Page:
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Don't Laugh at Me

Fri, 12/01/2006 - 12:00pm
Last updated
5 months ago
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Fresno's answer to bullying

Bullying is a hot topic in many places, and that’s because it’s alive and well. No parent or teacher wants to see a child go through it, but there are also high school students who want to help stop it. It takes some courage for others to stand up for a child who is being bullied, but also to join a program where they mentor elementary-aged children to try to stop it.

At Sunnyside High School in Fresno, Calif., a teacher has created the “Don’t Laugh at Me” club, the goal of which is to stop the bullying. Teacher Cindy Mello got the idea when  www.challengeday.org visited her school and did a school-wide, day-long intervention program about accepting each other’s differences. Since then Mello has brought this program to be in the Fresno Unified School District and hopes the program grows throughout the United States.

The kids write the program and gear it to elementary school children, and they are given a little creative license to change it from year to year with each new group. First, there is an introduction about the 30-minute program. Some students have written poetry about bullying, so they might have a  part of the program for readings. There is also a skit performed about teasing and bullying. After the skit, one-three kids will stand up and deliver a personal testimony about their experiences with bullying. Some were bullied, and some had been the bully themselves.

Another part of the program is the three steps to dealing with bullying. They include:

• Notice - what’s around you

• Choose – figure out what to do

• Act – tell a teacher or principal

At some point in the program, the part that never changes from year to year, the song Don’t Laugh at Me by Mark Wills, is played along with a PowerPoint presentation showing the words so the children can sing along. This song delivers a powerful message about our differences and teaches acceptance. Alongside the presentation, about 30 kids involved in mentoring with the program will act out each part of the song.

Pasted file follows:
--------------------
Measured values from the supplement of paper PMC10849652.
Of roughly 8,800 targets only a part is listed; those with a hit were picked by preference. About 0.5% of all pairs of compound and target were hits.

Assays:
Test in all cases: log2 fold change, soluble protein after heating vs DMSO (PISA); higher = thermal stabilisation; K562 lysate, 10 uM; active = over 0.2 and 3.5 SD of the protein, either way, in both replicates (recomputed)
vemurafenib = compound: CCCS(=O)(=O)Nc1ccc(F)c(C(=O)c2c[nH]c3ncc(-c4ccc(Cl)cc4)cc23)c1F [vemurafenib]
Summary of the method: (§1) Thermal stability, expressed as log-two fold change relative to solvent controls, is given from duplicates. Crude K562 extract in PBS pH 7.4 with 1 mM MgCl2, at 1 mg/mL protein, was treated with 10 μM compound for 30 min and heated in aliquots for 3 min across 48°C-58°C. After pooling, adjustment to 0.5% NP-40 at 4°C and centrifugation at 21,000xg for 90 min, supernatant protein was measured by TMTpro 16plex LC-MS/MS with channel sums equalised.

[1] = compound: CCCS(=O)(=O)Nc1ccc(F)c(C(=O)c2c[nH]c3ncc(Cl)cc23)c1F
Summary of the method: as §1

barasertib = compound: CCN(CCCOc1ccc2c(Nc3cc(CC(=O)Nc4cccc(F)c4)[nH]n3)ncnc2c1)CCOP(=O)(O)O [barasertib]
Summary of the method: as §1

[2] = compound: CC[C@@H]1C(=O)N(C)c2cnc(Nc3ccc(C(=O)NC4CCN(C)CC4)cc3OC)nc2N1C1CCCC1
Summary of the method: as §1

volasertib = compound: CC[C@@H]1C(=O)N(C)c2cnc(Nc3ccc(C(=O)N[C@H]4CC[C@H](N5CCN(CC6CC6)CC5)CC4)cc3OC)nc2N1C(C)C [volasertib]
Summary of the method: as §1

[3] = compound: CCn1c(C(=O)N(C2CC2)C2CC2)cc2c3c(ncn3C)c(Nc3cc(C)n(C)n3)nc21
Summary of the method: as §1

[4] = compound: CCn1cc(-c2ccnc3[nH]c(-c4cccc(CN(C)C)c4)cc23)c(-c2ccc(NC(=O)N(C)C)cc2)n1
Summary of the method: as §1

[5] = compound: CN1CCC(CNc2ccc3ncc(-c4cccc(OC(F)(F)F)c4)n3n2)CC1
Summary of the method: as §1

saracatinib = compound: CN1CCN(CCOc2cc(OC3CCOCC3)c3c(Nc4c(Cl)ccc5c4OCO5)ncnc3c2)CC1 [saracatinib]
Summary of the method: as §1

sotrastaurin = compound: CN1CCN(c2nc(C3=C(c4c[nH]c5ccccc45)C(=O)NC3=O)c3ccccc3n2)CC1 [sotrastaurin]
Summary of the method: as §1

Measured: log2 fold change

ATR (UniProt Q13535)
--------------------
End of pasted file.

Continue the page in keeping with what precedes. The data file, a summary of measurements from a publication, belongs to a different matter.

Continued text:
The high school students involved with this program not only send a  powerful message, but they learn skills when they create the brochures, learn public speaking and writing as well as they participate.

Mello notes that some kids will come into the program shy and maybe too the point they don’t really speak to anyone, but after participating in it they come out of their shell. “A lot of these kids were bullied, and it’s neat to watch them grow,” says Mello.

She remembers a student, Ryan Wilker, who participated in the program through high school saying that he was teased for being a part of it. It didn’t get to him though because he felt he was giving back to the community. Mello tries to get kids involved when they are freshman because by the time they are seniors they are so good at the program, and it helps them grow through high school. Students are required to keep a 2.0 GPA to participate, which also encourages them academically.

To find out more about the club, log on to www.sunnyside.fresno.k12.ca.us and click on “Clubs.” You’ll find the “Don’t Laugh at Me” club listed there, and Mello is happy to answer any questions about getting the program started in your area.

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